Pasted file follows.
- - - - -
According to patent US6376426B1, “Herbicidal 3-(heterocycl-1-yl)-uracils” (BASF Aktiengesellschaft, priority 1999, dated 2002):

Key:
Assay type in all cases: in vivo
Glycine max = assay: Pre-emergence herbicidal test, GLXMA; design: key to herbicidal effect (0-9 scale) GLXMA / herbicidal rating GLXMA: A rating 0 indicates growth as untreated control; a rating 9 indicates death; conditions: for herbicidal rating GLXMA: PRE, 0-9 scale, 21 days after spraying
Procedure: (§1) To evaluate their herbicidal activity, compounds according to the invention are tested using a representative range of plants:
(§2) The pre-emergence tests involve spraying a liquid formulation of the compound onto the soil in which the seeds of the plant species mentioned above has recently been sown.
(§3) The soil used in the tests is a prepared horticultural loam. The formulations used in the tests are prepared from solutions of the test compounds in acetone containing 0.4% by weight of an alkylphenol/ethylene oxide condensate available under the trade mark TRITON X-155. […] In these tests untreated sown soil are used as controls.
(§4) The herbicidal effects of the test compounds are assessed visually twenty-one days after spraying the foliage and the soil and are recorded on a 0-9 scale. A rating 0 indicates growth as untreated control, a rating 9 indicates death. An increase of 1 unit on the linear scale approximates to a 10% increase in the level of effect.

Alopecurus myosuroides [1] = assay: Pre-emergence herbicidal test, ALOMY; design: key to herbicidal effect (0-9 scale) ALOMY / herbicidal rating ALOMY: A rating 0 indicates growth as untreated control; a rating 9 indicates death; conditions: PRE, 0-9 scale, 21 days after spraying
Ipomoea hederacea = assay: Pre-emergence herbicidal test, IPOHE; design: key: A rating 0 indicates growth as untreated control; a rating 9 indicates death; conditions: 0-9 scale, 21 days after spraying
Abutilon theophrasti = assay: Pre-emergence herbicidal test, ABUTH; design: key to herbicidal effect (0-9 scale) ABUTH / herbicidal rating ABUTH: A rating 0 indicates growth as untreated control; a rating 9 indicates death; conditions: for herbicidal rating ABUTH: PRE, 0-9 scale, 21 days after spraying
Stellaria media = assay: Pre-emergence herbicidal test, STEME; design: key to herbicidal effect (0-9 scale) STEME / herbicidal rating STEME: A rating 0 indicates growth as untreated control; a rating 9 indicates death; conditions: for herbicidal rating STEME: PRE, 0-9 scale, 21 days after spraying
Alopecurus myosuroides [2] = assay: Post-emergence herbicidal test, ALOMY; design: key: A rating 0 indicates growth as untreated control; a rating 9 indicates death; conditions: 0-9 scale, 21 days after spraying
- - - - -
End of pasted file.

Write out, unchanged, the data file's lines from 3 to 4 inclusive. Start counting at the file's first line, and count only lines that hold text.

Assay type in all cases: in vivo
Glycine max = assay: Pre-emergence herbicidal test, GLXMA; design: key to herbicidal effect (0-9 scale) GLXMA / herbicidal rating GLXMA: A rating 0 indicates growth as untreated control; a rating 9 indicates death; conditions: for herbicidal rating GLXMA: PRE, 0-9 scale, 21 days after spraying